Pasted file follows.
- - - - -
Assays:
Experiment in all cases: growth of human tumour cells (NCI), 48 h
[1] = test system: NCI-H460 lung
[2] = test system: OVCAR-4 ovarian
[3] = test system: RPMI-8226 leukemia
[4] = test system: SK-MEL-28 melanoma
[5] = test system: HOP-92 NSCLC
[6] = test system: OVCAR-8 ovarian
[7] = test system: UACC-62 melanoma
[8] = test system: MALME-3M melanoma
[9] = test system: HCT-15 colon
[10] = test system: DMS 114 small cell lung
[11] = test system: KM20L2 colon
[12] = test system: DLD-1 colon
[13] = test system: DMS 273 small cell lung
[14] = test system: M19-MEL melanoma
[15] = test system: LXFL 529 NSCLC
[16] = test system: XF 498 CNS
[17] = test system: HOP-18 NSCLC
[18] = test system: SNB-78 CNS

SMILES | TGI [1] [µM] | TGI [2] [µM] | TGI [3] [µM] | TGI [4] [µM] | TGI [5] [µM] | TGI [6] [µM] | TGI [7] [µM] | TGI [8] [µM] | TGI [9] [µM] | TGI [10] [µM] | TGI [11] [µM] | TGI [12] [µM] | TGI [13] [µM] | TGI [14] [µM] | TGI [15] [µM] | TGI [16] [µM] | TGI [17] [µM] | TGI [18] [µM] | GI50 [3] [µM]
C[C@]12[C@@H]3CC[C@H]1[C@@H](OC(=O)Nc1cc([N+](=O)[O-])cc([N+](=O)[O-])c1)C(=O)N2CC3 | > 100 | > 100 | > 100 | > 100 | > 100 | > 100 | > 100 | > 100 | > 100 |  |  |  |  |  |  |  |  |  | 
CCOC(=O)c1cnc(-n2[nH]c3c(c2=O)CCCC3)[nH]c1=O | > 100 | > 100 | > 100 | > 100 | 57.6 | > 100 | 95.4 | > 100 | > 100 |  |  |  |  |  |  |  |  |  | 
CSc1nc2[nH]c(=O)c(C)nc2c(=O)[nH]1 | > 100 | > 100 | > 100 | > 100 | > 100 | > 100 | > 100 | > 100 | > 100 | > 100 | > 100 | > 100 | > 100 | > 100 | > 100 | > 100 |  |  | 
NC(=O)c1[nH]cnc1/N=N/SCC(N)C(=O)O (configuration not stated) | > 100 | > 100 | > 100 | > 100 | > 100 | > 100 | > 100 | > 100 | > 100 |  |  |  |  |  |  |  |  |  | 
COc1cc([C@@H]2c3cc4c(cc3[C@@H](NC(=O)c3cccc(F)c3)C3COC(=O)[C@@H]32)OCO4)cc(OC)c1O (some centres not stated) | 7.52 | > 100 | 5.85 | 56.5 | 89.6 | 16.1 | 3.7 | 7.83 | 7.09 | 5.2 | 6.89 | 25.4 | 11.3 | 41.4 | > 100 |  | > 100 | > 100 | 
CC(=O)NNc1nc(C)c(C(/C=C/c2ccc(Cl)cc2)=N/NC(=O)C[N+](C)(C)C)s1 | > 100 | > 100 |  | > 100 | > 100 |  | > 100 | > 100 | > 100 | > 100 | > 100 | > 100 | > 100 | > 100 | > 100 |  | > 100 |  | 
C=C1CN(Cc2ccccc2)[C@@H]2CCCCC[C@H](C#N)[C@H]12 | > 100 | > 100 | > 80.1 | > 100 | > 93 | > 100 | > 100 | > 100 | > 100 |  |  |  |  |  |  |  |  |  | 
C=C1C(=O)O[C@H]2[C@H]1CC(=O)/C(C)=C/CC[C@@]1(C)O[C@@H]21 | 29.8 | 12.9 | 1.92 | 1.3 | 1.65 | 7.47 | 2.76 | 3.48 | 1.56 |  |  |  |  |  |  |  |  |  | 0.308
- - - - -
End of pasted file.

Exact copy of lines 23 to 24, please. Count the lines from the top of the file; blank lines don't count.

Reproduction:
CCOC(=O)c1cnc(-n2[nH]c3c(c2=O)CCCC3)[nH]c1=O | > 100 | > 100 | > 100 | > 100 | 57.6 | > 100 | 95.4 | > 100 | > 100 |  |  |  |  |  |  |  |  |  | 
CSc1nc2[nH]c(=O)c(C)nc2c(=O)[nH]1 | > 100 | > 100 | > 100 | > 100 | > 100 | > 100 | > 100 | > 100 | > 100 | > 100 | > 100 | > 100 | > 100 | > 100 | > 100 | > 100 |  |  | 